As we have already mentioned, visible aging, be it wrinkles on the face, creaking joints, thinning hair or a host of other signs is really the result of cellular aging. In other words changes to the cells of our body over time. And this is the case with glycosylation.

Glycosylation Explained

Glycosylation stems from having too much glucose in the body. We get glucose into the body from the foods we eat. As part of the metabolic process, foods get broken down into things that the body needs.  In the case of glucose, our body’s need it for energy. It is the energy source that drives our cells and keeps us going but like most things, too much of it is not good for us.

Glucose comes from sugar that we get from sugary foods like soft drinks, cakes, biscuits, white bread and sugar itself. These are often referred to as refined carbohydrates. We also get glucose from more complex carbohydrates too. Complex carbohydrates are things like oats and any food made from whole grains. Fruits like apricots are also considered to be a complex carb.

When glucose gets into the bloodstream, insulin is secreted by the Pancreas to effectively distribute the glucose to the cells that need it. When insulin functions properly, the blood sugar level is lowered to a healthy level.

However, many people develop a condition called insulin resistance as a consequence of having too much sugar in their diet, being overweight, being stressed and many other factors that are prevalent in a modern lifestyle.

This causes the cells in the body to be less responsive to the secretion of insulin, meaning they don’t  get the energy they need and the blood sugar level doesn’t get reduced.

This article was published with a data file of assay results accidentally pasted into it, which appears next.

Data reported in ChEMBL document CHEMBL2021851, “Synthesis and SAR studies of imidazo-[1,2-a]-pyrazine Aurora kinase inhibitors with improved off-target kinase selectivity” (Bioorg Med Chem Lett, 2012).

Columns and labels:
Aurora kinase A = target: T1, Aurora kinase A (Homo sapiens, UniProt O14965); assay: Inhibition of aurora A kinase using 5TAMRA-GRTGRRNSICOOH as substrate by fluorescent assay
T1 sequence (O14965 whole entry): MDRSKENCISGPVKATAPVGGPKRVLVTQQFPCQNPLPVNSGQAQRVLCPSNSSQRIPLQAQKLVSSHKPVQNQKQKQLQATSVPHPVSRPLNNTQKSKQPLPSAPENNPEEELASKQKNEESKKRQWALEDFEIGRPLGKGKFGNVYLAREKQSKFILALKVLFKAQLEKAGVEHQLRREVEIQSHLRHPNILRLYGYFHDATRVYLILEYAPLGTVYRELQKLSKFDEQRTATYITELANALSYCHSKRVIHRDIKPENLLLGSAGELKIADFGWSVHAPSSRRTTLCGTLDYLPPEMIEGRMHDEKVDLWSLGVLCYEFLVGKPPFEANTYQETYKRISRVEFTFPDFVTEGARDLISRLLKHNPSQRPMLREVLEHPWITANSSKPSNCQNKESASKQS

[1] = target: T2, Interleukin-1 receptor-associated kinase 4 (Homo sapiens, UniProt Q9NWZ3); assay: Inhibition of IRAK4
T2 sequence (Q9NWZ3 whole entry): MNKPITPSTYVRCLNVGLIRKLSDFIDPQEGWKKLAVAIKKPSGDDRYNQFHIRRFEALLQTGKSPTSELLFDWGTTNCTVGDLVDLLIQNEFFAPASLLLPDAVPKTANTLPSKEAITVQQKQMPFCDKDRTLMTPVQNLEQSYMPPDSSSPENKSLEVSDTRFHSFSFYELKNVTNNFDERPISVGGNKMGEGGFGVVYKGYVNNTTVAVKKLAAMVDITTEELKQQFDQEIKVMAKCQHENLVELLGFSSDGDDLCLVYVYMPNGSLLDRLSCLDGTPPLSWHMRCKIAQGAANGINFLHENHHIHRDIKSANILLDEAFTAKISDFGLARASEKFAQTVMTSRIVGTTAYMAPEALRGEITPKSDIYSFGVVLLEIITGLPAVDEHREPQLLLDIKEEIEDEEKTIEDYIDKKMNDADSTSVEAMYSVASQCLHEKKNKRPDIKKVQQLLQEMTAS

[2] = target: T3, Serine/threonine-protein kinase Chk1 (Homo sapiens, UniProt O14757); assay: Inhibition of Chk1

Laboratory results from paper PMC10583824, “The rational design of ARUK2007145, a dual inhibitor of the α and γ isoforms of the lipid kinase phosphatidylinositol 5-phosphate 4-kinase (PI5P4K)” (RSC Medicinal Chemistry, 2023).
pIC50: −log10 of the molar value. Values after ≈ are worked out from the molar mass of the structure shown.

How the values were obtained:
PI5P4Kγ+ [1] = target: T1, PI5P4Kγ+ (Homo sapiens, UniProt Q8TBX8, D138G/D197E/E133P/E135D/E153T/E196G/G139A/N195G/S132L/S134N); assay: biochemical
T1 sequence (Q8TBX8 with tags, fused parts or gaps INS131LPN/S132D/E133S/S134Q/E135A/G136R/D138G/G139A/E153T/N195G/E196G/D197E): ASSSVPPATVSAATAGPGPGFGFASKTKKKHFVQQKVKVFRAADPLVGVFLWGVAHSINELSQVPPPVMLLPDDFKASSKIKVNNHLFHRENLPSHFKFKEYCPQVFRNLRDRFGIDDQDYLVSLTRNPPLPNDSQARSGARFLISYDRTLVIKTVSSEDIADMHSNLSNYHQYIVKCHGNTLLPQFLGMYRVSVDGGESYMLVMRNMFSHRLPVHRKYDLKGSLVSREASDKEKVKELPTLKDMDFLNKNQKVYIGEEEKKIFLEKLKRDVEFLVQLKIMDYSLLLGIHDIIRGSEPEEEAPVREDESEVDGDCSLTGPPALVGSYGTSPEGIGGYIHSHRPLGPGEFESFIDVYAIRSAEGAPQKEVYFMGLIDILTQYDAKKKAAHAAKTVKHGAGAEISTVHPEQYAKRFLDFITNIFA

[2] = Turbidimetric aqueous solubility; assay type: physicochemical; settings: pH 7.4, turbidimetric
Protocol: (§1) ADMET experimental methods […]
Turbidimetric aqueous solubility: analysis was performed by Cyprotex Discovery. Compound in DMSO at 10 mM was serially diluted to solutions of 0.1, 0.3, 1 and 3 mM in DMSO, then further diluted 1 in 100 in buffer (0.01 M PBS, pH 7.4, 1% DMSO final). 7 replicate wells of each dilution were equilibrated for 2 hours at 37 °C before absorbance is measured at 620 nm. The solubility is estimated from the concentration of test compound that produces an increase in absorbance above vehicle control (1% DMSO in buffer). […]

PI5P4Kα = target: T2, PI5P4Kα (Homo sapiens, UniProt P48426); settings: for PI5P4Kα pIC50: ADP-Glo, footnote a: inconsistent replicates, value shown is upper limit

Excess glucose in the blood stream or other parts of the body will tend to attract or combine with molecular proteins in these parts of the body. This effectively drags the proteins away from important functions they may have been doing. This is called glycosylation.

The combination of glucose with these proteins forms a sticky substance which can wreak havoc on the cells, organs and body of the individual.

In terms of the skin, think of it like putting a glaze on a piece of salmon or a chicken and then cooking it under a grill or roasting it. The surface skin changes color and dries out. This leaves it crispy and wrinkly. Nice to eat and giving the food a bit of texture but not nice to look at, especially if it was the skin of your face.

How It AGEs You

This sticky substance is referred to as Advanced Glycosylated End products (AGEs) and it not only affects the skin. Indeed, it is the source of many conditions and diseases that we naturally associate with aging.

Things like atherosclerosis in the blood vessels and blood pressure are exacerbated by AGEs.

Collagen in the skin and connective tissues (joints if you like) are affected by glycosylation. This makes the skin lose it’s plumpness and elasticity. In the joints, it leads to osteoarthritis.

AGEs are also thought to damage the nerve cells and the eyes. In the case of the nerves, they do not function properly, causing problems like a loss of sensation in the extremities of the body. In the case of the eyes, the lens become cloudy and vision is impaired.

So What Can You Do About Glycosylation ?

Well, you’ve probably heard it before, but you need to cut down on the sugary diet. Cut out as much refined carbohydrates as you can. They serve very little nutritional value to your body. Also, do things that are likely to reduce the chances of insulin resistance developing. Things like staying within the body weight for your height. Keeping a trim waistline. Getting regular exercise. Limiting daily stress.

But if you only do one thing, cut out as much sugar as you can in your diet. This is the root cause of glycosylation.

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